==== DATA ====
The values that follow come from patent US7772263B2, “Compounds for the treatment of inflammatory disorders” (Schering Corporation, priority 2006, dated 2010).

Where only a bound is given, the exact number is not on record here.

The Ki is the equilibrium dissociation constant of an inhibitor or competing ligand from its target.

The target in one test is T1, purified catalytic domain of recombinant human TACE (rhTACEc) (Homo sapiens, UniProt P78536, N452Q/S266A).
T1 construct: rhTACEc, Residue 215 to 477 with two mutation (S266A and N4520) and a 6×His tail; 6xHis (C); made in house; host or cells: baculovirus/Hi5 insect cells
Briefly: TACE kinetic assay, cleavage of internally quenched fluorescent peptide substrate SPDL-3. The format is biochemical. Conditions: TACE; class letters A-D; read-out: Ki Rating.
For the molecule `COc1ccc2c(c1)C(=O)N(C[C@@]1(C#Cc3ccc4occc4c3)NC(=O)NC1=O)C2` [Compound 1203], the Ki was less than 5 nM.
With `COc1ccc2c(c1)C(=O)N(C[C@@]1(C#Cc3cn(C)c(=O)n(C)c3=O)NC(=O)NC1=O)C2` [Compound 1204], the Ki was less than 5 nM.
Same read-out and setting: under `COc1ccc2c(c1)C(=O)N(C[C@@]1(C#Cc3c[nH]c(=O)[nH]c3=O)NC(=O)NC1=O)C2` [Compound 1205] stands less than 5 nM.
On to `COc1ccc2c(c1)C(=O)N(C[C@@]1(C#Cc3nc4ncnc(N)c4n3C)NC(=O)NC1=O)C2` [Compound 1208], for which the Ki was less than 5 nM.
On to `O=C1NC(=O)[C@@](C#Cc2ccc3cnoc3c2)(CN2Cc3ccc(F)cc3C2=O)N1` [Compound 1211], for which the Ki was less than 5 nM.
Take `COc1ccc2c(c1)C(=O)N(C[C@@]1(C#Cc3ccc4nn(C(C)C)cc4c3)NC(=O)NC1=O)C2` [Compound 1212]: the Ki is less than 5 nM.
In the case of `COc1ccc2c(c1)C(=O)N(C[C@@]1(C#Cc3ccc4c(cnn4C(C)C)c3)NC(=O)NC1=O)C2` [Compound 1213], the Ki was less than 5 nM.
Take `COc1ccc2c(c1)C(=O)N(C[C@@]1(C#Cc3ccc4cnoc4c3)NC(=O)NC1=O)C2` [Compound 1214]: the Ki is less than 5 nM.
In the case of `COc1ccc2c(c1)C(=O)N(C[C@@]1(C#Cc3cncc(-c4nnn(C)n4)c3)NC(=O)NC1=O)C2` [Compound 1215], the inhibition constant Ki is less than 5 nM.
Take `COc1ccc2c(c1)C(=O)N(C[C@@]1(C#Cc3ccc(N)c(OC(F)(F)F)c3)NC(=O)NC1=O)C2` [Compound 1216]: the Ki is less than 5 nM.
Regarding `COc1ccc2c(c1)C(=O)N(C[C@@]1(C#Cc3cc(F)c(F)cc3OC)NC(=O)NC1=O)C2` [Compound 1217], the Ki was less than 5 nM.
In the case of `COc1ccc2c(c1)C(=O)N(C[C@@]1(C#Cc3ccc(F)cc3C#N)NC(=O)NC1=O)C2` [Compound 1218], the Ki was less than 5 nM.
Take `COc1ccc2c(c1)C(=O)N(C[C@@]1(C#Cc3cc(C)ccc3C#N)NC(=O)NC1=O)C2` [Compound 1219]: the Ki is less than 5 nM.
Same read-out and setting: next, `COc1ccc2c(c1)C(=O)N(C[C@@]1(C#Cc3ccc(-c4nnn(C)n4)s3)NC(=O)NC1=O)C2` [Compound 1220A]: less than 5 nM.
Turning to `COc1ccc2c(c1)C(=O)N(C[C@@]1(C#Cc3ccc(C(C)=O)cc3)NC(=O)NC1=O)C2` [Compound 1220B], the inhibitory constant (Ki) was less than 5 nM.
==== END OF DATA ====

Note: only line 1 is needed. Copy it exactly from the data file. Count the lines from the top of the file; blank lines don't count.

The values that follow come from patent US7772263B2, “Compounds for the treatment of inflammatory disorders” (Schering Corporation, priority 2006, dated 2010).